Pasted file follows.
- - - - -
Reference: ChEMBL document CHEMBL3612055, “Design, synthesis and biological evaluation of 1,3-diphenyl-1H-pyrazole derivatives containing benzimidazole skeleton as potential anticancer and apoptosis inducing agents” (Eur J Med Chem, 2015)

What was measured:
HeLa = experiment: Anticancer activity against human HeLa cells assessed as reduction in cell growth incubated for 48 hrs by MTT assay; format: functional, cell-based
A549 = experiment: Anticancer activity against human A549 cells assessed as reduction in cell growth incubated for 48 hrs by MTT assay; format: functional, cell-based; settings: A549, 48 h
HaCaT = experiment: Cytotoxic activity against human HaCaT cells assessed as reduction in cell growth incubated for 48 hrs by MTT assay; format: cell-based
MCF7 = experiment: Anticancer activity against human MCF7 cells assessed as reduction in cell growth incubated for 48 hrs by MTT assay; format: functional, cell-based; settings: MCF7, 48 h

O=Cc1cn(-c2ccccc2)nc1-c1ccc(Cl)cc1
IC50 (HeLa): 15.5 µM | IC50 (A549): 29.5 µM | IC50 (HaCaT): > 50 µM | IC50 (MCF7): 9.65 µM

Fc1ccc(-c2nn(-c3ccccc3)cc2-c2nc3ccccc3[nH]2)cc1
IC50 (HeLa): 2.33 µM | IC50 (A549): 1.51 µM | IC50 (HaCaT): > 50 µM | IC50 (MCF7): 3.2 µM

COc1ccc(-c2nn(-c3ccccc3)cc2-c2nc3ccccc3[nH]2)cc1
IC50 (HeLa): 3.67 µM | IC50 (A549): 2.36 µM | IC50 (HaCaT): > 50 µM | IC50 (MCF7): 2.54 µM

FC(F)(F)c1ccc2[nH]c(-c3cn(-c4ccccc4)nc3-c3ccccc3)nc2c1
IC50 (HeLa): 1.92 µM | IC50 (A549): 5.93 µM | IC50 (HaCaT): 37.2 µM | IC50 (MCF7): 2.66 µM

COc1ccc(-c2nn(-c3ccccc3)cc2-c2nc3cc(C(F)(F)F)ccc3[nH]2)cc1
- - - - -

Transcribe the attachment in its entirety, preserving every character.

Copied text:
Reference: ChEMBL document CHEMBL3612055, “Design, synthesis and biological evaluation of 1,3-diphenyl-1H-pyrazole derivatives containing benzimidazole skeleton as potential anticancer and apoptosis inducing agents” (Eur J Med Chem, 2015)

What was measured:
HeLa = experiment: Anticancer activity against human HeLa cells assessed as reduction in cell growth incubated for 48 hrs by MTT assay; format: functional, cell-based
A549 = experiment: Anticancer activity against human A549 cells assessed as reduction in cell growth incubated for 48 hrs by MTT assay; format: functional, cell-based; settings: A549, 48 h
HaCaT = experiment: Cytotoxic activity against human HaCaT cells assessed as reduction in cell growth incubated for 48 hrs by MTT assay; format: cell-based
MCF7 = experiment: Anticancer activity against human MCF7 cells assessed as reduction in cell growth incubated for 48 hrs by MTT assay; format: functional, cell-based; settings: MCF7, 48 h

O=Cc1cn(-c2ccccc2)nc1-c1ccc(Cl)cc1
IC50 (HeLa): 15.5 µM | IC50 (A549): 29.5 µM | IC50 (HaCaT): > 50 µM | IC50 (MCF7): 9.65 µM

Fc1ccc(-c2nn(-c3ccccc3)cc2-c2nc3ccccc3[nH]2)cc1
IC50 (HeLa): 2.33 µM | IC50 (A549): 1.51 µM | IC50 (HaCaT): > 50 µM | IC50 (MCF7): 3.2 µM

COc1ccc(-c2nn(-c3ccccc3)cc2-c2nc3ccccc3[nH]2)cc1
IC50 (HeLa): 3.67 µM | IC50 (A549): 2.36 µM | IC50 (HaCaT): > 50 µM | IC50 (MCF7): 2.54 µM

FC(F)(F)c1ccc2[nH]c(-c3cn(-c4ccccc4)nc3-c3ccccc3)nc2c1
IC50 (HeLa): 1.92 µM | IC50 (A549): 5.93 µM | IC50 (HaCaT): 37.2 µM | IC50 (MCF7): 2.66 µM

COc1ccc(-c2nn(-c3ccccc3)cc2-c2nc3cc(C(F)(F)F)ccc3[nH]2)cc1